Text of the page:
Mother’s Day is one of those big day, special occasions in most long term care facilities - there is an anticipation much like Valentine’s Day. One of the reasons for this is that families try to ensure that they visit on Mother’s Day and there is a tradition of celebrating the occasion. Extra care is taken to ensure that everyone will look their best for the day and it feels like a very special day.
Mother’s Day celebrations don’t have to be one big event and it may be more enjoyable and meaningful for residents with dementia if there were several smaller programs in the week leading up to the big day. These programs don’t focus on only the women who are mothers, rather, they celebrate mothers in general, allowing everyone to participate.
One of the most beneficial outcomes of these programs is the conversation and reminiscing that the program encourages. Rather than talking about their role as a mother the participants will more likely remember stories of their own mother, a grandmother or some other mother-figure from their past.
Some ideas for programs:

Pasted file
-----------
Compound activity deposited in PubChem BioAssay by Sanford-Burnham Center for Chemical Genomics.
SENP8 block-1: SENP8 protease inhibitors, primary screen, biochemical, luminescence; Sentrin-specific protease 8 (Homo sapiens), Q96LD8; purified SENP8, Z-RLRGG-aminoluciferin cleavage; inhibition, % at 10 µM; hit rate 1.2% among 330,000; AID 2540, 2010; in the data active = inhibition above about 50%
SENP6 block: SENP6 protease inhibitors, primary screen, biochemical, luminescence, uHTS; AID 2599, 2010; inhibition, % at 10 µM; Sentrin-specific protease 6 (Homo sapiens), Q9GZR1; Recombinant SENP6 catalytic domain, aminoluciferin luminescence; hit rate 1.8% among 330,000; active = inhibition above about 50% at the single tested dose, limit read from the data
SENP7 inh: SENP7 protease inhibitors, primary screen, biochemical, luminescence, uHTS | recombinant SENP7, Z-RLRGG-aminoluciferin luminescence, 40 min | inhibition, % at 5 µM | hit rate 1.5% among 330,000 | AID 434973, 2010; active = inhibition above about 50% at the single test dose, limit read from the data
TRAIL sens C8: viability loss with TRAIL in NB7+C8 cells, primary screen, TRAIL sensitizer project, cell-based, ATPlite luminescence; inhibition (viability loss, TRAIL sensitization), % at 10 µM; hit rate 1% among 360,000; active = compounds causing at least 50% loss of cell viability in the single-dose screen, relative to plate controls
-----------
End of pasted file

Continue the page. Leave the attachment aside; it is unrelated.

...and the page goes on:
- Watch several 1-3 minute clips of famous mothers from movies or television (such as June Cleaver from "Leave it to Beaver" or Harriett Nelson from "Ozzie and Harriet") and talk about the mother or the show.
- Look at old fashioned recipe books and have the group decide on a cookie recipe for Sunday’s tea (or for the bake group on a different day).
- Have a short music group with 5-10 songs that are about mother – there are old classics, country songs, modern songs. Select the ones that resonate with your group.
- Aprons are something that many people associate with “mother”. Look for images of women wearing aprons or even better locate a variety of different apron styles and talk about them
- Lead a discussion group to talk about Mother’s Day traditions – start the conversation with some background about the history of Mother’s Day and use our free Mother’s Day Trivia activity to learn more about. Talk about different ways that people celebrated Mother’s Day such as family brunch, breakfast in bed, giving carnations or family get-togethers.
It can be fun to have the big celebrations, but for people with dementia it can also be overwhelming. Offering smaller programs leading up to the big event can turn Mother’s Day into Mother’s Week and be even more successful.